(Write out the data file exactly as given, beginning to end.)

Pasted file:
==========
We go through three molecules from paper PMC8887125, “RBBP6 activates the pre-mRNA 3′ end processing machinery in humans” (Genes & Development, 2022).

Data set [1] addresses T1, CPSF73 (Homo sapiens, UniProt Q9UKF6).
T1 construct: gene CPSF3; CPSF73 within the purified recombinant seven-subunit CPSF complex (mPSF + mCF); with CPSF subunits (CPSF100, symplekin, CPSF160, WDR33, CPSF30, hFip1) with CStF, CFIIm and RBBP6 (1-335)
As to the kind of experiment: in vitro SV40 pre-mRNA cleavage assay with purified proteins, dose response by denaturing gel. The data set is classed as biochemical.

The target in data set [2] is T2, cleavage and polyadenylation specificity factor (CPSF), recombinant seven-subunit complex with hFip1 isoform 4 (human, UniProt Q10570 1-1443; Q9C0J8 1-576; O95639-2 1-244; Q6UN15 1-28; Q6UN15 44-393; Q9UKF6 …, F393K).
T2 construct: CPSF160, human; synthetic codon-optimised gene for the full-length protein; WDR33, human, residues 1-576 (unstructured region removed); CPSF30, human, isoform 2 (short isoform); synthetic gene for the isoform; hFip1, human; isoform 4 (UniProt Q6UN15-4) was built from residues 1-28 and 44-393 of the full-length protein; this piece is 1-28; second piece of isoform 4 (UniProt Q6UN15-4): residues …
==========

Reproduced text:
We go through three molecules from paper PMC8887125, “RBBP6 activates the pre-mRNA 3′ end processing machinery in humans” (Genes & Development, 2022).

Data set [1] addresses T1, CPSF73 (Homo sapiens, UniProt Q9UKF6).
T1 construct: gene CPSF3; CPSF73 within the purified recombinant seven-subunit CPSF complex (mPSF + mCF); with CPSF subunits (CPSF100, symplekin, CPSF160, WDR33, CPSF30, hFip1) with CStF, CFIIm and RBBP6 (1-335)
As to the kind of experiment: in vitro SV40 pre-mRNA cleavage assay with purified proteins, dose response by denaturing gel. The data set is classed as biochemical.

The target in data set [2] is T2, cleavage and polyadenylation specificity factor (CPSF), recombinant seven-subunit complex with hFip1 isoform 4 (human, UniProt Q10570 1-1443; Q9C0J8 1-576; O95639-2 1-244; Q6UN15 1-28; Q6UN15 44-393; Q9UKF6 …, F393K).
T2 construct: CPSF160, human; synthetic codon-optimised gene for the full-length protein; WDR33, human, residues 1-576 (unstructured region removed); CPSF30, human, isoform 2 (short isoform); synthetic gene for the isoform; hFip1, human; isoform 4 (UniProt Q6UN15-4) was built from residues 1-28 and 44-393 of the full-length protein; this piece is 1-28; second piece of isoform 4 (UniProt Q6UN15-4): residues …